“No Difference Between African American,Immigrant, or White Children! They Are All the Same.”: Working Toward Developing Teachers’ Raciolinguistic Attitudes Towards ELs

Kim Song, Sujin Kim, Lauren Rea Preston


This study explored Midwestern US teachers’ raciolinguistic attitudes toward English learners. Two research questions guided the study: “How did teachers perceive racism and linguicism” and “How did a professional training influence teachers’ awareness of them?” Critical race theory was used to examine how racism evolved into racialized linguicism. Data analysis demonstrated that teachers tended to conflate the experiences of African American students and English learners, even though they are linguistically and culturally distinct. They also tended to understand the racism and linguicism encountered by the two groups in Black/White and Standard-English/Nonstandard-English binaries. Implications consider the future direction of TESOL teacher education.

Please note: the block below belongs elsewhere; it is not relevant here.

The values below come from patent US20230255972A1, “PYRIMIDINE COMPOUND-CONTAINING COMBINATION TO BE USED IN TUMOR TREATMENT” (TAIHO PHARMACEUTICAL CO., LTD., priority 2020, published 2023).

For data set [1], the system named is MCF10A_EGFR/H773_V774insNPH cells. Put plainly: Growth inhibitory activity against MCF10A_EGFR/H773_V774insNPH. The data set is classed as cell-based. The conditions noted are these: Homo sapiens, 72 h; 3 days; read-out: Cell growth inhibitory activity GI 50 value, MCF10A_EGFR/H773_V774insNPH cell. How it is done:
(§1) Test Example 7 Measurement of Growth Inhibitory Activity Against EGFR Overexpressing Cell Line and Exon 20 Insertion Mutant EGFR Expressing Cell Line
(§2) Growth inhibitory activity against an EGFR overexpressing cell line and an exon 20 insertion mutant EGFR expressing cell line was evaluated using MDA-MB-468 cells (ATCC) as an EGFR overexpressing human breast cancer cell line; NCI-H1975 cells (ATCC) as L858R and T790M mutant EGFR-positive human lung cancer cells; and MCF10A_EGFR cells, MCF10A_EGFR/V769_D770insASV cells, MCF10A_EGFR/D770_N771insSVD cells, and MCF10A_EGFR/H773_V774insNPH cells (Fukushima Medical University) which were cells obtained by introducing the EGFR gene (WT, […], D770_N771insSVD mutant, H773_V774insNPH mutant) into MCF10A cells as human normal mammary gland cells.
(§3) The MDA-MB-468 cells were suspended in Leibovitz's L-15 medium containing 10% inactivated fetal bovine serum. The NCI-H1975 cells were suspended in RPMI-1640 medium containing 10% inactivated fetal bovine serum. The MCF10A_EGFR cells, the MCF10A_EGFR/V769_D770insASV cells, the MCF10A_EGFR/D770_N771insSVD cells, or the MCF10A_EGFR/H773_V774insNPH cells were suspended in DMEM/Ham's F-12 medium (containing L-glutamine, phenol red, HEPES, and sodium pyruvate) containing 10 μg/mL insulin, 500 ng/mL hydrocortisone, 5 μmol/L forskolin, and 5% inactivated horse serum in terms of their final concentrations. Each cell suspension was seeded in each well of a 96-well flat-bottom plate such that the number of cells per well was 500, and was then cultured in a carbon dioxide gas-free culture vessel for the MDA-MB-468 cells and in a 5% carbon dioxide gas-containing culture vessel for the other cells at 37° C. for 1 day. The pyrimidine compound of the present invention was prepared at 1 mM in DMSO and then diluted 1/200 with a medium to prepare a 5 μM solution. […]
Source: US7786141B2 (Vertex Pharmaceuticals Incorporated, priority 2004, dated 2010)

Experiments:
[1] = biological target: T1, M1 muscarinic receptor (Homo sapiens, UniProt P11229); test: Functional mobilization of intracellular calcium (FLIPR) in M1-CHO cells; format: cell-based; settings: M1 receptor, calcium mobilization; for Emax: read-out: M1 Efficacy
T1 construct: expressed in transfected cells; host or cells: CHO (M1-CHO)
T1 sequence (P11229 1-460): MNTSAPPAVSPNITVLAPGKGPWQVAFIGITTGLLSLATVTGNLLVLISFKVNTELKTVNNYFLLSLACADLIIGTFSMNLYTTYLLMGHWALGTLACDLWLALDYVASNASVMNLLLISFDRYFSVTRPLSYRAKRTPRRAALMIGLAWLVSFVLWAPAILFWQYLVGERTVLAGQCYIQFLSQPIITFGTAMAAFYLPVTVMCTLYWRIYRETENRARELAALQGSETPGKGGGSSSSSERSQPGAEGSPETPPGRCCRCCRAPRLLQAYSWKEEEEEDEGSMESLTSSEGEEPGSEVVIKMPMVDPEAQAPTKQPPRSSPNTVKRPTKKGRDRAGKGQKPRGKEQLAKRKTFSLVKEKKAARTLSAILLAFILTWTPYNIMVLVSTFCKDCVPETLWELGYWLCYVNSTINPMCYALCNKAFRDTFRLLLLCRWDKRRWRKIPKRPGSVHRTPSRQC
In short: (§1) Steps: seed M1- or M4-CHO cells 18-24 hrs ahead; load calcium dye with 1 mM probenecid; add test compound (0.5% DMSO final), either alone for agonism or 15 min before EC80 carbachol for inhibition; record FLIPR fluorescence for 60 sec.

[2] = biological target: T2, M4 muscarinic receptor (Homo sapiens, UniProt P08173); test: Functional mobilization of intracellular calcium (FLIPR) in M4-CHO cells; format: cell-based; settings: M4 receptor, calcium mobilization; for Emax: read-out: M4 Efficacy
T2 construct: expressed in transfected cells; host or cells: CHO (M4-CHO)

linguicism, racism, institutional racism, racialized linguicism, raciolinguistics

Full Text:


DOI: http://dx.doi.org/10.18251/ijme.v23i1.1995

Copyright (c) 2021 International Journal of Multicultural Education